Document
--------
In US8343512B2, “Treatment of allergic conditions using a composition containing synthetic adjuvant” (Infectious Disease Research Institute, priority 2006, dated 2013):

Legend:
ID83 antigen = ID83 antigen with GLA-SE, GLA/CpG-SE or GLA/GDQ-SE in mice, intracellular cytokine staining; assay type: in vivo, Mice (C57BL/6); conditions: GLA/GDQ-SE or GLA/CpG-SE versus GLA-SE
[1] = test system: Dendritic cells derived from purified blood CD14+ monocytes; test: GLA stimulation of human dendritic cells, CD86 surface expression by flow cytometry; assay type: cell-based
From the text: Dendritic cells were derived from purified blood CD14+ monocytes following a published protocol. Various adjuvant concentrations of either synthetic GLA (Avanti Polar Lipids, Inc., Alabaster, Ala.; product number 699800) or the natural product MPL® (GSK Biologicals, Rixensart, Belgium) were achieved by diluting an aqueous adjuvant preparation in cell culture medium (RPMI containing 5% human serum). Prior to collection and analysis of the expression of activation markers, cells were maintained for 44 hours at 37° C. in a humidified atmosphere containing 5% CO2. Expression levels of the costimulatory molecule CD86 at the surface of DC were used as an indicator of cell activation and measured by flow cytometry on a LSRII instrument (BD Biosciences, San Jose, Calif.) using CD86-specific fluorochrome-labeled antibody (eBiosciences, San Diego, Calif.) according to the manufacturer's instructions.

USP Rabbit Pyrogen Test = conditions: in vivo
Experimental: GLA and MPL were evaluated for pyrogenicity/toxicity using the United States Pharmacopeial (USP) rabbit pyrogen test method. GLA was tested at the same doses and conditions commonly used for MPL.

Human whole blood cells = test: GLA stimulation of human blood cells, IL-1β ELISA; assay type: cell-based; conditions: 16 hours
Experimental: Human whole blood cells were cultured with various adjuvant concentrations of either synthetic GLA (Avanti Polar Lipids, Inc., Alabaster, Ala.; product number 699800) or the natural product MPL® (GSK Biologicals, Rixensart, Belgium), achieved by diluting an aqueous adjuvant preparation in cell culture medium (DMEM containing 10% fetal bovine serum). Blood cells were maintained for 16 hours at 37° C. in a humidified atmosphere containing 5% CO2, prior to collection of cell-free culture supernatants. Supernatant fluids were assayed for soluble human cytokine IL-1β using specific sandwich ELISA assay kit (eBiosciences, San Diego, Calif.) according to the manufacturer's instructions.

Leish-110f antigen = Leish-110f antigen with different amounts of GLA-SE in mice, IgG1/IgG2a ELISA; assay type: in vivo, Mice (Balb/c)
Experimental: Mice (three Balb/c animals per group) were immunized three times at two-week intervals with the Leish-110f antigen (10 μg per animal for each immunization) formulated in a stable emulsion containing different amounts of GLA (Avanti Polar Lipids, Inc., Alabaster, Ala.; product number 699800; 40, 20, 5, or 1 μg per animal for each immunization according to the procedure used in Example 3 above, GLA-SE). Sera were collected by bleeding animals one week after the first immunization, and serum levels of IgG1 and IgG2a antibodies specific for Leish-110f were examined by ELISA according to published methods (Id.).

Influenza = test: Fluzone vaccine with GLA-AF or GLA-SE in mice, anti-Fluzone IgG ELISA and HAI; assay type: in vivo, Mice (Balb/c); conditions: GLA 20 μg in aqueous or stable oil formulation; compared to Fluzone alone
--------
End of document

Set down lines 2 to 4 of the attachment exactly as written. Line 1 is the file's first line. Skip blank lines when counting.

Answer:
Legend:
ID83 antigen = ID83 antigen with GLA-SE, GLA/CpG-SE or GLA/GDQ-SE in mice, intracellular cytokine staining; assay type: in vivo, Mice (C57BL/6); conditions: GLA/GDQ-SE or GLA/CpG-SE versus GLA-SE
[1] = test system: Dendritic cells derived from purified blood CD14+ monocytes; test: GLA stimulation of human dendritic cells, CD86 surface expression by flow cytometry; assay type: cell-based